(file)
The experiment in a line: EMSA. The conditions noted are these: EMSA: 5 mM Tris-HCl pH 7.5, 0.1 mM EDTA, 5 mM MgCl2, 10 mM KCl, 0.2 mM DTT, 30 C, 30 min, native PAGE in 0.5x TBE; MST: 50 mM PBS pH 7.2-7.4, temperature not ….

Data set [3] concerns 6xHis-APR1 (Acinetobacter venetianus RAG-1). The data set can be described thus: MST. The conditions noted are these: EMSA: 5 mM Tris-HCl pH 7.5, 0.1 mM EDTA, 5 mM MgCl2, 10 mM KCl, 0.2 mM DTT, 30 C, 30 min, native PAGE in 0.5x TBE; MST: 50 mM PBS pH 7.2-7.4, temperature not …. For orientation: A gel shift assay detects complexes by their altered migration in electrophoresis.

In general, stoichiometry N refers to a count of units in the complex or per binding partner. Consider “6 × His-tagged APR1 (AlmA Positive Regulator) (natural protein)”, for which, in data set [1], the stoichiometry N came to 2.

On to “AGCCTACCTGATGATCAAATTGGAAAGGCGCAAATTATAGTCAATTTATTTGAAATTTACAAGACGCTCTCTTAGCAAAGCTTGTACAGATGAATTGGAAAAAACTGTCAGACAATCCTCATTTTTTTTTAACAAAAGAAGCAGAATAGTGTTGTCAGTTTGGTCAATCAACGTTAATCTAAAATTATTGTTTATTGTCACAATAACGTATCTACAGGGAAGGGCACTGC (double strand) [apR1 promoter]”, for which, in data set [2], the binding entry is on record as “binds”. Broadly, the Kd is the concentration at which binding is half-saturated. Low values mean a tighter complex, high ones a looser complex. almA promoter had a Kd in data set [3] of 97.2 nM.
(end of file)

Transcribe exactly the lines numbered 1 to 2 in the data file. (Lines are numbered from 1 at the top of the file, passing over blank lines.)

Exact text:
The experiment in a line: EMSA. The conditions noted are these: EMSA: 5 mM Tris-HCl pH 7.5, 0.1 mM EDTA, 5 mM MgCl2, 10 mM KCl, 0.2 mM DTT, 30 C, 30 min, native PAGE in 0.5x TBE; MST: 50 mM PBS pH 7.2-7.4, temperature not ….

Data set [3] concerns 6xHis-APR1 (Acinetobacter venetianus RAG-1). The data set can be described thus: MST. The conditions noted are these: EMSA: 5 mM Tris-HCl pH 7.5, 0.1 mM EDTA, 5 mM MgCl2, 10 mM KCl, 0.2 mM DTT, 30 C, 30 min, native PAGE in 0.5x TBE; MST: 50 mM PBS pH 7.2-7.4, temperature not …. For orientation: A gel shift assay detects complexes by their altered migration in electrophoresis.